FCC Now Urges To Blacklist Chinese IoT Module Firms Quectel and Fibocom Wireless. Why?

IoT Security

The US lawmakers have argued that the US medical equipment, vehicles and farm equipment utilizing these Chinese modules could be remotely accessed and controlled from China

In an effort to wipe out USA’s national security threats, Jessica Rosenworcel, chairwoman at the Federal Communications Commission has urged the government agencies to closely monitor Chinese firms such as Fibocom Wireless and Quectel, claims Reuters. Mike Gallagher, the Republican chair of the House of Representatives China Select Committee and the democrat leader Raja Krishnamoorthi has requested FCC to scrutinize the two companies that manufactures cellular modules, which are used in connecting IoT devices to the internet.

As per the government order, no federal funds can be utilized to buy equipment from the blacklisted firms and no new equipment from these companies will be allowed by FCC in view of protecting national security. The FCC chairwoman penned a letter to the FBI stating that  the Justice Department, the National Security Agency, the Defence Department and other agencies back on September 1 forwarding the request from the law-makers.

She added that FCC had previously welcomed the opportunity to associate “in addressing this threat, including consideration of the inclusion of this equipment from Quectel and Fibocom on the Covered List," reports the South China Morning Post. In an open reply to the FCC, the US spokesperson for Quectel has told the media that once the modules are sold, their clients or the customers have the right over the data and the company has no access to any of the data collected.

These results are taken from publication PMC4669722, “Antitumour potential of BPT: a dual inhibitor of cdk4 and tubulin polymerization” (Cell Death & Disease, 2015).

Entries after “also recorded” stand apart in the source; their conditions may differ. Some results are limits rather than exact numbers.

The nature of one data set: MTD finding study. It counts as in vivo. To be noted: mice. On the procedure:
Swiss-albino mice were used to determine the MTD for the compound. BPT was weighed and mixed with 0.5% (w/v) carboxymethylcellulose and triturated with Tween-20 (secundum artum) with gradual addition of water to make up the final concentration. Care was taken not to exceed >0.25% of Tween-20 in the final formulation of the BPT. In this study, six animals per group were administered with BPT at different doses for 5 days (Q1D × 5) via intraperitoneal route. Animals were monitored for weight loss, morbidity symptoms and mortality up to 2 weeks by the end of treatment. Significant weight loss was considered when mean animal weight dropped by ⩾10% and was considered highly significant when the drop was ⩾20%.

Remote device management is achievable solely through the (original equipment manufacturer) device management platform,” the spokesperson added. He also added that Quectel had contracted security firm Finite State to audit and test the security of its modules.

The Select Committee of the US Congress wrote, "Connectivity modules are typically controlled remotely and are the necessary link between the device and the internet. Serving as the link between the device and the internet, these modules have the capacity both to brick the device and to access the data flowing from the device to the web server that runs each device."

Previously, the FCC had blacklisted 10 Chinese and one Russian firm such as Huawei Technologies, ZTE, Hytera Communications Corp, Hangzhou Hikvision Digital Technology and Zhejiang Dahua Technology. In fact, the US lawmakers have argued that the US medical equipment, vehicles and farm equipment utilizing these Chinese modules could be remotely accessed and controlled from China.


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